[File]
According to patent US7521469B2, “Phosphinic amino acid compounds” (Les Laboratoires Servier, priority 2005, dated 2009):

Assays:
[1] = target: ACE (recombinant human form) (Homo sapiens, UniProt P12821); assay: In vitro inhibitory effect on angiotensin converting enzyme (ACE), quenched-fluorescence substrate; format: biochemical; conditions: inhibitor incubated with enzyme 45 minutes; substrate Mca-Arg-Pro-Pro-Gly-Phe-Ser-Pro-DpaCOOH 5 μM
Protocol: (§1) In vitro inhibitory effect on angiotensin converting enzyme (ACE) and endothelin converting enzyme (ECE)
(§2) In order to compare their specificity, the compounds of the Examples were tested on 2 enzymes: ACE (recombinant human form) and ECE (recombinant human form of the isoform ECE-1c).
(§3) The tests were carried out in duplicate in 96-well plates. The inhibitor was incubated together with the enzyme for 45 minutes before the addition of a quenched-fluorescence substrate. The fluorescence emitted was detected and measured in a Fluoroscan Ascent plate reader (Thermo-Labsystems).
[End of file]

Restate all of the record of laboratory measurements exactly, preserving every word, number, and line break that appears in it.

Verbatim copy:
According to patent US7521469B2, “Phosphinic amino acid compounds” (Les Laboratoires Servier, priority 2005, dated 2009):

Assays:
[1] = target: ACE (recombinant human form) (Homo sapiens, UniProt P12821); assay: In vitro inhibitory effect on angiotensin converting enzyme (ACE), quenched-fluorescence substrate; format: biochemical; conditions: inhibitor incubated with enzyme 45 minutes; substrate Mca-Arg-Pro-Pro-Gly-Phe-Ser-Pro-DpaCOOH 5 μM
Protocol: (§1) In vitro inhibitory effect on angiotensin converting enzyme (ACE) and endothelin converting enzyme (ECE)
(§2) In order to compare their specificity, the compounds of the Examples were tested on 2 enzymes: ACE (recombinant human form) and ECE (recombinant human form of the isoform ECE-1c).
(§3) The tests were carried out in duplicate in 96-well plates. The inhibitor was incubated together with the enzyme for 45 minutes before the addition of a quenched-fluorescence substrate. The fluorescence emitted was detected and measured in a Fluoroscan Ascent plate reader (Thermo-Labsystems).